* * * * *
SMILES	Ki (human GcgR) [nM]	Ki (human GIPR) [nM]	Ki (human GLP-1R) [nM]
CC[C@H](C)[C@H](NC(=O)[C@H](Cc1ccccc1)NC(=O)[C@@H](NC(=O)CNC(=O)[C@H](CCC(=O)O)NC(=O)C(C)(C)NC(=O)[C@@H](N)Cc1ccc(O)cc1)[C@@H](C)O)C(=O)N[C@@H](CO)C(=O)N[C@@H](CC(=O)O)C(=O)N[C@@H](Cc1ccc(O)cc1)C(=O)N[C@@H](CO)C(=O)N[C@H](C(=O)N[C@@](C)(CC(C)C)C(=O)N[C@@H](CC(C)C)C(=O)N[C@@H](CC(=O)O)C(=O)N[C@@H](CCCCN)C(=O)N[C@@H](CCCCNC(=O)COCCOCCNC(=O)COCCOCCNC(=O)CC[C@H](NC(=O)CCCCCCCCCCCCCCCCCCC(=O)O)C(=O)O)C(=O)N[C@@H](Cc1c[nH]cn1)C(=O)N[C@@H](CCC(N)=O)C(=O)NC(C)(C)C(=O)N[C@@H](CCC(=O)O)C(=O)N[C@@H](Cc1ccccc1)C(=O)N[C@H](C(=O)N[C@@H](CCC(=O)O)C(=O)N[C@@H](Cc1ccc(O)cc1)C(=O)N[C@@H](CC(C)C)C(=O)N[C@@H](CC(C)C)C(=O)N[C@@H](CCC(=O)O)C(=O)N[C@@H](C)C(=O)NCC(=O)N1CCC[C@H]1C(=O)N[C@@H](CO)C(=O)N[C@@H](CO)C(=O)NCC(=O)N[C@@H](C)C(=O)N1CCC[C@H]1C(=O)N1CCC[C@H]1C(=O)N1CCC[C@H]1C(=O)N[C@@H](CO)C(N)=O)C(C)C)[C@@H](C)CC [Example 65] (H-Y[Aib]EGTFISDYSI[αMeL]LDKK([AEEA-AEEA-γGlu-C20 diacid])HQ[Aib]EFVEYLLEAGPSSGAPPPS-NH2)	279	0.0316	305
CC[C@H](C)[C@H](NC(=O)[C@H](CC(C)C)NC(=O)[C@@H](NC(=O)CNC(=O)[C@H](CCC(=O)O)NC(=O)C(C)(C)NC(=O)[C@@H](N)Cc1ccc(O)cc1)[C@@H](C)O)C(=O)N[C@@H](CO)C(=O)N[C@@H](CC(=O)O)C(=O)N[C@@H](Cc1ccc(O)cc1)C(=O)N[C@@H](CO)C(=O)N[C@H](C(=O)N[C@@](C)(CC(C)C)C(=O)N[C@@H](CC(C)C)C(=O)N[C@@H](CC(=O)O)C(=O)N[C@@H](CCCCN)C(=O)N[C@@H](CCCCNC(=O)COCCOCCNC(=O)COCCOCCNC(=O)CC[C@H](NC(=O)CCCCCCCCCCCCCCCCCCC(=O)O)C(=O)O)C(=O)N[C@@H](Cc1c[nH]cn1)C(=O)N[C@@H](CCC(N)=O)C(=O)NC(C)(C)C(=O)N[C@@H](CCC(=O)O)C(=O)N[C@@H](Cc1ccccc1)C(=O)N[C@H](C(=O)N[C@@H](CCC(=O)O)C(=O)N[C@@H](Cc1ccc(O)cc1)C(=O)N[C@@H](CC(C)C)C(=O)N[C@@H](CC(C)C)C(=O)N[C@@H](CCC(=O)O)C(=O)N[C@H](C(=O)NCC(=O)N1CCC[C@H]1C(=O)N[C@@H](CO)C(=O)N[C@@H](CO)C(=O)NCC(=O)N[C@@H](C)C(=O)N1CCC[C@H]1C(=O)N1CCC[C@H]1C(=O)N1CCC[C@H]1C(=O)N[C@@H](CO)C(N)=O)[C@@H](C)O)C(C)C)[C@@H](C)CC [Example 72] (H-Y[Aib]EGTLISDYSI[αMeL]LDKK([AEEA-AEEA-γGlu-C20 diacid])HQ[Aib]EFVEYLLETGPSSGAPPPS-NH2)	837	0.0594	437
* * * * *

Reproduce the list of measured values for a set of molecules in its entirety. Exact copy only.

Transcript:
SMILES	Ki (human GcgR) [nM]	Ki (human GIPR) [nM]	Ki (human GLP-1R) [nM]
CC[C@H](C)[C@H](NC(=O)[C@H](Cc1ccccc1)NC(=O)[C@@H](NC(=O)CNC(=O)[C@H](CCC(=O)O)NC(=O)C(C)(C)NC(=O)[C@@H](N)Cc1ccc(O)cc1)[C@@H](C)O)C(=O)N[C@@H](CO)C(=O)N[C@@H](CC(=O)O)C(=O)N[C@@H](Cc1ccc(O)cc1)C(=O)N[C@@H](CO)C(=O)N[C@H](C(=O)N[C@@](C)(CC(C)C)C(=O)N[C@@H](CC(C)C)C(=O)N[C@@H](CC(=O)O)C(=O)N[C@@H](CCCCN)C(=O)N[C@@H](CCCCNC(=O)COCCOCCNC(=O)COCCOCCNC(=O)CC[C@H](NC(=O)CCCCCCCCCCCCCCCCCCC(=O)O)C(=O)O)C(=O)N[C@@H](Cc1c[nH]cn1)C(=O)N[C@@H](CCC(N)=O)C(=O)NC(C)(C)C(=O)N[C@@H](CCC(=O)O)C(=O)N[C@@H](Cc1ccccc1)C(=O)N[C@H](C(=O)N[C@@H](CCC(=O)O)C(=O)N[C@@H](Cc1ccc(O)cc1)C(=O)N[C@@H](CC(C)C)C(=O)N[C@@H](CC(C)C)C(=O)N[C@@H](CCC(=O)O)C(=O)N[C@@H](C)C(=O)NCC(=O)N1CCC[C@H]1C(=O)N[C@@H](CO)C(=O)N[C@@H](CO)C(=O)NCC(=O)N[C@@H](C)C(=O)N1CCC[C@H]1C(=O)N1CCC[C@H]1C(=O)N1CCC[C@H]1C(=O)N[C@@H](CO)C(N)=O)C(C)C)[C@@H](C)CC [Example 65] (H-Y[Aib]EGTFISDYSI[αMeL]LDKK([AEEA-AEEA-γGlu-C20 diacid])HQ[Aib]EFVEYLLEAGPSSGAPPPS-NH2)	279	0.0316	305
CC[C@H](C)[C@H](NC(=O)[C@H](CC(C)C)NC(=O)[C@@H](NC(=O)CNC(=O)[C@H](CCC(=O)O)NC(=O)C(C)(C)NC(=O)[C@@H](N)Cc1ccc(O)cc1)[C@@H](C)O)C(=O)N[C@@H](CO)C(=O)N[C@@H](CC(=O)O)C(=O)N[C@@H](Cc1ccc(O)cc1)C(=O)N[C@@H](CO)C(=O)N[C@H](C(=O)N[C@@](C)(CC(C)C)C(=O)N[C@@H](CC(C)C)C(=O)N[C@@H](CC(=O)O)C(=O)N[C@@H](CCCCN)C(=O)N[C@@H](CCCCNC(=O)COCCOCCNC(=O)COCCOCCNC(=O)CC[C@H](NC(=O)CCCCCCCCCCCCCCCCCCC(=O)O)C(=O)O)C(=O)N[C@@H](Cc1c[nH]cn1)C(=O)N[C@@H](CCC(N)=O)C(=O)NC(C)(C)C(=O)N[C@@H](CCC(=O)O)C(=O)N[C@@H](Cc1ccccc1)C(=O)N[C@H](C(=O)N[C@@H](CCC(=O)O)C(=O)N[C@@H](Cc1ccc(O)cc1)C(=O)N[C@@H](CC(C)C)C(=O)N[C@@H](CC(C)C)C(=O)N[C@@H](CCC(=O)O)C(=O)N[C@H](C(=O)NCC(=O)N1CCC[C@H]1C(=O)N[C@@H](CO)C(=O)N[C@@H](CO)C(=O)NCC(=O)N[C@@H](C)C(=O)N1CCC[C@H]1C(=O)N1CCC[C@H]1C(=O)N1CCC[C@H]1C(=O)N[C@@H](CO)C(N)=O)[C@@H](C)O)C(C)C)[C@@H](C)CC [Example 72] (H-Y[Aib]EGTLISDYSI[αMeL]LDKK([AEEA-AEEA-γGlu-C20 diacid])HQ[Aib]EFVEYLLETGPSSGAPPPS-NH2)	837	0.0594	437